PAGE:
Walking the Dog? 4 Fido Approved Tips

Post on
Walking the Dog? 4 Fido Approved Tips

Your furry friend is down for leash time at any moment. Dog walking experts Heather Curatolo and Sarah Schmidt weigh in with four things to consider before walking your dog, whether you're hitting the trails or sashaying down 5th Avenue.

Master Basic Training

"Leash training is important," Curatolo says. "If a dog pulls or drags, it can be dangerous, especially in highly populated areas." Make sure your dog is responsive on the leash and has mastered the "drop it" command (which means Rover willingly lets go of what he has in his mouth) to avoid mid-walk mishaps involving broken glass and chicken bones. The LINK AKC Smart Collar sound feature helps with positive reinforcement training.

Respect the Elderly

People complain when a joint acts up, but our aging four-legged friends can't verbalize every ache and pain. "Hip dysplasia and arthritis are common with older dogs," Sara says. Running may not be an option, but a leisurely stroll is a great way to keep older pups active."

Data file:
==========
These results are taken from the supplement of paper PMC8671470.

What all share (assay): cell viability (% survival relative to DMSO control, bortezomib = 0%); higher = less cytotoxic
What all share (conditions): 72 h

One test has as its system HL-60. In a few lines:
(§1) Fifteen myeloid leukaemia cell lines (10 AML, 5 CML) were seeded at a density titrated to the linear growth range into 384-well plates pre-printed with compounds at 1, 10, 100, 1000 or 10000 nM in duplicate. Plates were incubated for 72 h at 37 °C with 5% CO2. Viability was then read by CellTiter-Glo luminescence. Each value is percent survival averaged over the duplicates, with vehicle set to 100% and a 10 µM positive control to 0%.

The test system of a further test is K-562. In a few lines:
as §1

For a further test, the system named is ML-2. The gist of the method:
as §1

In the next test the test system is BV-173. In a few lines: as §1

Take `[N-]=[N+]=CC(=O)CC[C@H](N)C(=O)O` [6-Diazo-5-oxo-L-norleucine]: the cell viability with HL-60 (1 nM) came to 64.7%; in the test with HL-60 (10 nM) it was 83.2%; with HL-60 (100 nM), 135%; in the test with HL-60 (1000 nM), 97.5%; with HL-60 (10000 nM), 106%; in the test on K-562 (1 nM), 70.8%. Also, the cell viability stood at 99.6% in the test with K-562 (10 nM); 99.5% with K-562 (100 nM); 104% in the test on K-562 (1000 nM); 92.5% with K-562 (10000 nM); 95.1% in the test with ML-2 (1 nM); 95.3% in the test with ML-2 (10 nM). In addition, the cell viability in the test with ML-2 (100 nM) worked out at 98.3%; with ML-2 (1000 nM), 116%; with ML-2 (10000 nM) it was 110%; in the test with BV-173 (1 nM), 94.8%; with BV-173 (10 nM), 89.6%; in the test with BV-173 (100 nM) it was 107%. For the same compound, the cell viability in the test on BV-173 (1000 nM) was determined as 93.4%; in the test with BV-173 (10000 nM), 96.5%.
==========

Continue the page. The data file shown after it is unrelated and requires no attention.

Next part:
Understand Breed Limitations

You're training for a marathon, but your pug is training for a nap. Something's gotta give. Short and small breeds aren't always built for long hauls, but more active and sporty breeds such as Vizslas, and Border Collies were born to run. Wherever you and your dog land on the ability spectrum, tailor your exercise plan using the LINK AKC Smart Collar wellness tracker. This feature tracks his activity level and monitors the ambient temperature. You'll have an easy way to see if his activity levels are in line with recommendations for his age and breed.

Prep for the Elements

Walking your dog through a local park still counts as the great outdoors, but be careful. Warmer winters mean ticks are out for blood, and climbing temps can hobble even the best conditioned pets. "If your dog experiences excessive drooling or a 'drunken gait,' get him into a cool bath, apply a cold pack to his head and get him to the vet asap," Sara says. "You always have to look out for heat stroke."

Thanks to Heather Curatolo with Paws on Pine and Sara Schmidt from Throw Me a Bone Inc. for sharing their insight with us. How do you go the extra mile while walking your dog? Share your tips with us!

Blog home

The Wanderer Newsletter

Sign up to receive news and updates